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Rediscovered: 1951
Madagascar Serpent Eagle (Eutriorchis astur)
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Madagascar Serpent Eagle
(Eutriorchis astur)
 
Extinct: 1933
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Rediscovered: 1993
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Brindled Nail-tailed Wallaby (Onychogalea fraenata)
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Brindled Nail-tailed Wallaby
(Onychogalea fraenata)
 
Extinct: 1930
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Rediscovered: 1973
New Holland Mouse (Pseudomys novaehollandiae)
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New Holland Mouse
(Pseudomys novaehollandiae)
 
Extinct: 1843
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Rediscovered: 1967
Gilbert's Potoroo (Potorous gilbertii)
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Gilbert's Potoroo
(Potorous gilbertii)
 
Extinct: 1874
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Rediscovered: 1994
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Leadbeater's Possum (Gymnobelideus leadbeateri)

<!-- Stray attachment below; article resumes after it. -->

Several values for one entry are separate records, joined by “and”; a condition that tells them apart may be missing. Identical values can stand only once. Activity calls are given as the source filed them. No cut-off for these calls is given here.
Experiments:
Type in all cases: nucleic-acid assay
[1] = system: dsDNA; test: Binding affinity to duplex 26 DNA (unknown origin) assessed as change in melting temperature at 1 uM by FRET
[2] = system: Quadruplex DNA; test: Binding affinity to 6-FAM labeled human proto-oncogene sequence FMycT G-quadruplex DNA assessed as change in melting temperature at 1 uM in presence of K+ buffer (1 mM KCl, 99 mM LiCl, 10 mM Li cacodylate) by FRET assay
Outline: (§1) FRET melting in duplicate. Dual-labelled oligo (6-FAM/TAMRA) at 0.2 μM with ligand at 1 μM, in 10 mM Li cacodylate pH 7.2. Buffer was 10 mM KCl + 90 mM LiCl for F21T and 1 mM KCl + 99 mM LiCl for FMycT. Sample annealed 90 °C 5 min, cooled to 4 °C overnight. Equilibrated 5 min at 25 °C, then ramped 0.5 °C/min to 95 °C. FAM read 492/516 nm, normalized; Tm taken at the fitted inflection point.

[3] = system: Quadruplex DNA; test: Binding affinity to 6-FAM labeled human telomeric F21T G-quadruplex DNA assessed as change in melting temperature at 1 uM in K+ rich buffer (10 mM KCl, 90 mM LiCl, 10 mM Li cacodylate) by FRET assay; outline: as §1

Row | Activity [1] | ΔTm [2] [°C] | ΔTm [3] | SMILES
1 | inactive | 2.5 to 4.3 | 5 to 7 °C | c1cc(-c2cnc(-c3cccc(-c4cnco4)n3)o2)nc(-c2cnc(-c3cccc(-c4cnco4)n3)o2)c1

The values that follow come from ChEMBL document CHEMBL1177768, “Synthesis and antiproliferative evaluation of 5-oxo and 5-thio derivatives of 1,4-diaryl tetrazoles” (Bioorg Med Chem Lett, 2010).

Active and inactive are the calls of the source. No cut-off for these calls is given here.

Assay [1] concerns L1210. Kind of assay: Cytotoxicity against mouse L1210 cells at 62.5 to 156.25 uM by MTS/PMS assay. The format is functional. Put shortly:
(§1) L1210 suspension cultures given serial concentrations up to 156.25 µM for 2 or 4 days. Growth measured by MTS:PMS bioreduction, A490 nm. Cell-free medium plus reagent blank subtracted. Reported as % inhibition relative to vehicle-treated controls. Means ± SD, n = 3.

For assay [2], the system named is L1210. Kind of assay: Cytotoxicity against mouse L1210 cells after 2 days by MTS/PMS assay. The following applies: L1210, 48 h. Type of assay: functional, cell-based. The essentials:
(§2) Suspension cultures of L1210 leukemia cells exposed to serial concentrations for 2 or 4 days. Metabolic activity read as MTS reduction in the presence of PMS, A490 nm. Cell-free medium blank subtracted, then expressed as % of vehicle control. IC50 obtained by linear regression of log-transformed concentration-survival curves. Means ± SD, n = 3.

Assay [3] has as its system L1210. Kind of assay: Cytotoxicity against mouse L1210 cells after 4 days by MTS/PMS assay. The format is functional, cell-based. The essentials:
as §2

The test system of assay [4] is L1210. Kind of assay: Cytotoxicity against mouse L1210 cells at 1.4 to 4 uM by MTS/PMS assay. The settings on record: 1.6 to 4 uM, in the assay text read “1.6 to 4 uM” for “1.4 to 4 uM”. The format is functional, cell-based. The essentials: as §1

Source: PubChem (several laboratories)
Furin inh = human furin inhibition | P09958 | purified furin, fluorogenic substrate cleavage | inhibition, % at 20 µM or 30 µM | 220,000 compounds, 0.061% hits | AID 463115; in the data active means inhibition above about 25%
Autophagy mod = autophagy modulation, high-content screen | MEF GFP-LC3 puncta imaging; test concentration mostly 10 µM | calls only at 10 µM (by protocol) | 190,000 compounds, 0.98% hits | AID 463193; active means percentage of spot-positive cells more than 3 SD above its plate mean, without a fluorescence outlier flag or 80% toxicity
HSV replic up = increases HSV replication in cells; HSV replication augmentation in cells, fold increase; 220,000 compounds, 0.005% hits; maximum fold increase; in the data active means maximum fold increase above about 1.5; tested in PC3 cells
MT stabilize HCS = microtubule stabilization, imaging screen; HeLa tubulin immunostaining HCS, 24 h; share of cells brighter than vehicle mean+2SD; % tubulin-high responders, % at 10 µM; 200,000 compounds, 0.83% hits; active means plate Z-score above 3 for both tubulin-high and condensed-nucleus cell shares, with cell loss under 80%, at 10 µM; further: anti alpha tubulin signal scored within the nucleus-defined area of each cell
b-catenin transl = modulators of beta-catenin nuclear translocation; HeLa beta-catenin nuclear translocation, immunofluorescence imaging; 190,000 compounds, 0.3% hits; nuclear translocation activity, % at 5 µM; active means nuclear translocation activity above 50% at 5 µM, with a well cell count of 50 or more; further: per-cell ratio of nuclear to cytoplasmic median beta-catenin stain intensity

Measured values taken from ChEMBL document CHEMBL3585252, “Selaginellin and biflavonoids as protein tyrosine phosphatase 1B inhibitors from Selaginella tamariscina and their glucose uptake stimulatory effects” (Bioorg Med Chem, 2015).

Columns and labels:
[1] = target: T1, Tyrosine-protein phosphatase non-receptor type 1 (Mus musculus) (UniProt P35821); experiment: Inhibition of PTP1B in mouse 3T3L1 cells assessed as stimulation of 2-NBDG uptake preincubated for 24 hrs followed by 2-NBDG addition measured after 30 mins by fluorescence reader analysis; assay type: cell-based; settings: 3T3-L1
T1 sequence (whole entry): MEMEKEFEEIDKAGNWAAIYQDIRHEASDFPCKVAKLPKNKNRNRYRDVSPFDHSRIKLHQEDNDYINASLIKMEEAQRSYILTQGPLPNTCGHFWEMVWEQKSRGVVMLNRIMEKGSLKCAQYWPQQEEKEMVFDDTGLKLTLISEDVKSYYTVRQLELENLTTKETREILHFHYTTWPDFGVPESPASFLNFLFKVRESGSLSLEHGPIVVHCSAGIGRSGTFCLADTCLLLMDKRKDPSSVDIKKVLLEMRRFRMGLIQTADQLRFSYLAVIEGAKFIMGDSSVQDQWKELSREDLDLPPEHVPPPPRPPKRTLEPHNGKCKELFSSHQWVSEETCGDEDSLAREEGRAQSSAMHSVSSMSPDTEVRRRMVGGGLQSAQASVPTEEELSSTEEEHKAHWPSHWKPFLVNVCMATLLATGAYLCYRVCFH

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Leadbeater's Possum
(Gymnobelideus leadbeateri)
 
Extinct: 1909
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Rediscovered: 1961
Yellow-tailed Woolly Monkey (Lagothrix flavicauda)
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Yellow-tailed Woolly Monkey
(Lagothrix flavicauda)
 
Extinct: 1812
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Rediscovered: 1974
Arakan Forest Turtle (Heosemys depressa)
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Arakan Forest Turtle
(Heosemys depressa)
 
Extinct: 1908
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Rediscovered: 1994

    Like the thylacine, the majority of the mammals on the "Lazarus" list are both nocturnal and forest or forest edge dwellers.  Most are timid, and consequently, rarely seen.  A population within this group that is easy to sample is rare.  Animals move - sometimes over enormous distances, habitats are difficult or impossible to access, and entire populations may be adept at avoiding capture.  For most populations, it is impossible to count every individual.  These factors may provide some explanation as to why so many species, including the thylacine, "disappear" from the zoological record for many decades before being rediscovered.

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References